Pesticides affect health Paraguayan peasant populations

The boy William Verdún was born with a severe sickness: his organs increased above the normal size, so he could not see, hear or even get around, being fed all the time through a dietary probe. His health conditions led to his death with only 10 months of age.

Paul Emanuel Lopes Adital

In the same community, there were the deaths of sisters Adelaide, of three years, and Adela Alvarez Villalba, just six months old, last July. According to residents, the attending physician hastened to report that the deaths were due to have a lung infection or acute respiratory failure in children, and the laboratory results would come only after a month.

In this region in recent days, at least 30 people, including many children, have been hospitalized with the same symptoms that the deceased two sisters had: vomiting, fever, headache, stomach ache and nausea. Nearly 400 animals were found dead in a situation which is still unclear.

Huber Duré community

The cases were recorded in the farming community of Huber Duré, where about 260 families, distributed in six housing units, with an area of 2000 hectares are living. The colony of the National Peasant Federation (FNC) of Paraguay located in the monoculture agricultural area - mostly soy, whose land is sprayed intensively with pesticides.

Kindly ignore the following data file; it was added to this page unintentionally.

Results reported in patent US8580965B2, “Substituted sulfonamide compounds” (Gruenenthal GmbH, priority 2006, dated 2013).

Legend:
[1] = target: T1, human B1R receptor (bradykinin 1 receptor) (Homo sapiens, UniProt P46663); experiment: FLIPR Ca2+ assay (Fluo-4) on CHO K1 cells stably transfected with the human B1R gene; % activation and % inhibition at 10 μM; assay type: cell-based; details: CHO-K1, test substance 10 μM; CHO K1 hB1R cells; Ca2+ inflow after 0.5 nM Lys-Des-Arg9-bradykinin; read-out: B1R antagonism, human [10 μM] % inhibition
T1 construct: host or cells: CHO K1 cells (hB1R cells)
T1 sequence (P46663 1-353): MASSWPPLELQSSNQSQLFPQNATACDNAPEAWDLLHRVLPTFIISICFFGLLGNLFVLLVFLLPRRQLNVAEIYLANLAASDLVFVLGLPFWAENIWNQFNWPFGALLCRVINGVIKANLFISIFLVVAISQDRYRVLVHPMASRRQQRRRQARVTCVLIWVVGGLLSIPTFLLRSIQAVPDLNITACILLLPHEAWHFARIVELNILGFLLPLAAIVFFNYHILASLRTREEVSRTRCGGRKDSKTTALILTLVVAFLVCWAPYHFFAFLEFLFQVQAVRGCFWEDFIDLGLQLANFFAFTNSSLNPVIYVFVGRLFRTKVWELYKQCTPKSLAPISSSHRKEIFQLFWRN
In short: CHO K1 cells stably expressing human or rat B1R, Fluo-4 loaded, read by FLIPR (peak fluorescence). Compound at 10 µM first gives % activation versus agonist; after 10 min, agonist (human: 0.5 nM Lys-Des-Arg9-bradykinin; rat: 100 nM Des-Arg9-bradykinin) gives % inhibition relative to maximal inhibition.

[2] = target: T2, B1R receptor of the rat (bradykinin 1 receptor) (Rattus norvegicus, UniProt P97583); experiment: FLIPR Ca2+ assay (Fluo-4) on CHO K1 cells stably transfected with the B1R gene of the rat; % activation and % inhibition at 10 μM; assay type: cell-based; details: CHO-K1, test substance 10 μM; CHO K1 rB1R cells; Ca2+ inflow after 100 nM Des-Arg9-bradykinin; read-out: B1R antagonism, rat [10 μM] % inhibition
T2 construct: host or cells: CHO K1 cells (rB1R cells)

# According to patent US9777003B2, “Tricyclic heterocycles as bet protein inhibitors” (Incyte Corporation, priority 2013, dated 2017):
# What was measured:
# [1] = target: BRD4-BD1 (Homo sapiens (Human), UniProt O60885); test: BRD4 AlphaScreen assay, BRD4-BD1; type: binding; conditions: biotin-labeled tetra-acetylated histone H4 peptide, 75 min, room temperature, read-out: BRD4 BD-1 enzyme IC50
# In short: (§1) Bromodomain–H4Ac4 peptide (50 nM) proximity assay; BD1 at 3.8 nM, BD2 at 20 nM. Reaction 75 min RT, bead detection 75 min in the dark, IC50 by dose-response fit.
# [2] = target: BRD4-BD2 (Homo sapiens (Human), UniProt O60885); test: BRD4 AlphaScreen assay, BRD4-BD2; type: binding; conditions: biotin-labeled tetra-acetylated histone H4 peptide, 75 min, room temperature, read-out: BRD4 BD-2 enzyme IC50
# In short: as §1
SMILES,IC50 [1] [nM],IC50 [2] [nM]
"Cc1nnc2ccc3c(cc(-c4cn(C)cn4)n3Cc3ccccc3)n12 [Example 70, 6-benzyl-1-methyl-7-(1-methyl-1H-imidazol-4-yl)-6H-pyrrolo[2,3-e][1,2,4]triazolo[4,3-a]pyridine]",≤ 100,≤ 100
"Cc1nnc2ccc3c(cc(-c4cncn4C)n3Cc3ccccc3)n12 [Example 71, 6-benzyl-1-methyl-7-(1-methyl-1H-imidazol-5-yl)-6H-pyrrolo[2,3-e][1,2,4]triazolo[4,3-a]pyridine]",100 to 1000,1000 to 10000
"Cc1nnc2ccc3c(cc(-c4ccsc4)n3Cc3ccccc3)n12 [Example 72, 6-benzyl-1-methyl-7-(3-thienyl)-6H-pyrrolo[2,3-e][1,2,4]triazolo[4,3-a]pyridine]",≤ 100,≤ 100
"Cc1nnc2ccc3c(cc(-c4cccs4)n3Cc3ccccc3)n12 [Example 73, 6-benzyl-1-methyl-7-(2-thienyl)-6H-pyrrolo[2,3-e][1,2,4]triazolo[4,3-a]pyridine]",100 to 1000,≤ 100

In winter, however, soya is not grown, but the soil is prepared by applying Carbamate, a highly toxic chemical compound used in insecticides. For the population, problems began to emerge about 10 years ago when they started mechanized plantations on the outskirts of the community.

According to the doctor who assists in the community health care, the native population presents many cases of digestive diseases, contact dermatitis, dermatophytosis fungus, and bacterial pyoderma in children up to five years of age. For a resident of the community, the increase in the number of diseases in the region could be linked to the operation of the community water pump, damaged after a lightning strike, which forced the community to fetch water in a pond, the Blue lake, for at least three months.

Despite the cases of illness and death, the Paraguayan government was not taking appropriate measures to ensure the health of that population. After pressure from residents, through protests and denunciations in the media, the authorities sent to the town officials of two organs of the Ministry of Health: SENAVE, institution responsible for controlling the application of remedies against pests, and Senasca, responsible for animal health. Among the consequences of the lack of official support is the intensification of feelings between the communities of farmers and large landowners, a relationship already marked by violent conflict.

With information from the Via Campesina.

Translated from the Portuguese version of Pravda.Ru

by Ekaterina Santos



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Author`s name Timothy Bancroft-Hinchey